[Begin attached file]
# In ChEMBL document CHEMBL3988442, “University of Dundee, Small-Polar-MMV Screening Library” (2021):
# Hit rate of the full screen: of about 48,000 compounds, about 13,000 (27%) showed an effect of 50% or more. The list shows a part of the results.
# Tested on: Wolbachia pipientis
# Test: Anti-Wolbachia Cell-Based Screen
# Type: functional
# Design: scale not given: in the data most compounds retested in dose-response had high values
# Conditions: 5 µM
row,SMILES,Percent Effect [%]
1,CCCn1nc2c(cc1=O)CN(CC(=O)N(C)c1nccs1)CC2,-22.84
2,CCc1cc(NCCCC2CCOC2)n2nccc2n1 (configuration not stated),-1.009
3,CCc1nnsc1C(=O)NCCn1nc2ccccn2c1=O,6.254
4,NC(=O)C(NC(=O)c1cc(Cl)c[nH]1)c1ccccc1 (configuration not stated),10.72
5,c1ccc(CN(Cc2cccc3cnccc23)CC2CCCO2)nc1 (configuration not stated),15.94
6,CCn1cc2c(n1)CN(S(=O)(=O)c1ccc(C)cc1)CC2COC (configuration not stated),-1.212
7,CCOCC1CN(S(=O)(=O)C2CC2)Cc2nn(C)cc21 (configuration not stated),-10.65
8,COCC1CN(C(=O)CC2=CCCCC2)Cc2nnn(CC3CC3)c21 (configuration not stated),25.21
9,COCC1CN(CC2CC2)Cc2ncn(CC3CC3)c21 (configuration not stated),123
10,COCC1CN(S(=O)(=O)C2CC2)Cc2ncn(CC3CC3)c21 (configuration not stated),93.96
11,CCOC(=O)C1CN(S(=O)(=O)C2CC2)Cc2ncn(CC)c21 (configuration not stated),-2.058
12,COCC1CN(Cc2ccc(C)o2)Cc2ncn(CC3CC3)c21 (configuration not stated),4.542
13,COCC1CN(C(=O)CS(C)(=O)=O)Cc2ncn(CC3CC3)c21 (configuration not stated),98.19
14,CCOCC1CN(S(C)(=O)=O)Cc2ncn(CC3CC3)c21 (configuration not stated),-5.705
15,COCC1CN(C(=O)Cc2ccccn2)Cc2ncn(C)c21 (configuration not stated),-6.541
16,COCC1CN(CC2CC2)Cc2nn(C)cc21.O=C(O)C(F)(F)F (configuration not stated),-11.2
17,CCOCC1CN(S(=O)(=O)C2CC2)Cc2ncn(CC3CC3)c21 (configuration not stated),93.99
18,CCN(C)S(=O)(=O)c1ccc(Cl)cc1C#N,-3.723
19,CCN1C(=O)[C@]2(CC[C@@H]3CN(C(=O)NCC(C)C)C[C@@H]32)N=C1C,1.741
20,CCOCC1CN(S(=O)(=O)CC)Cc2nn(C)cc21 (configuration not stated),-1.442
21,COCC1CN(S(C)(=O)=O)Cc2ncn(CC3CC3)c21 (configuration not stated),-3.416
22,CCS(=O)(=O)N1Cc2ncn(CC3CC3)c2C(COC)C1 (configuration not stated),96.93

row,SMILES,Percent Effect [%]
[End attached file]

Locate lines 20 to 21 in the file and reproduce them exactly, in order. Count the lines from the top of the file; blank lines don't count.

12,COCC1CN(Cc2ccc(C)o2)Cc2ncn(CC3CC3)c21 (configuration not stated),4.542
13,COCC1CN(C(=O)CS(C)(=O)=O)Cc2ncn(CC3CC3)c21 (configuration not stated),98.19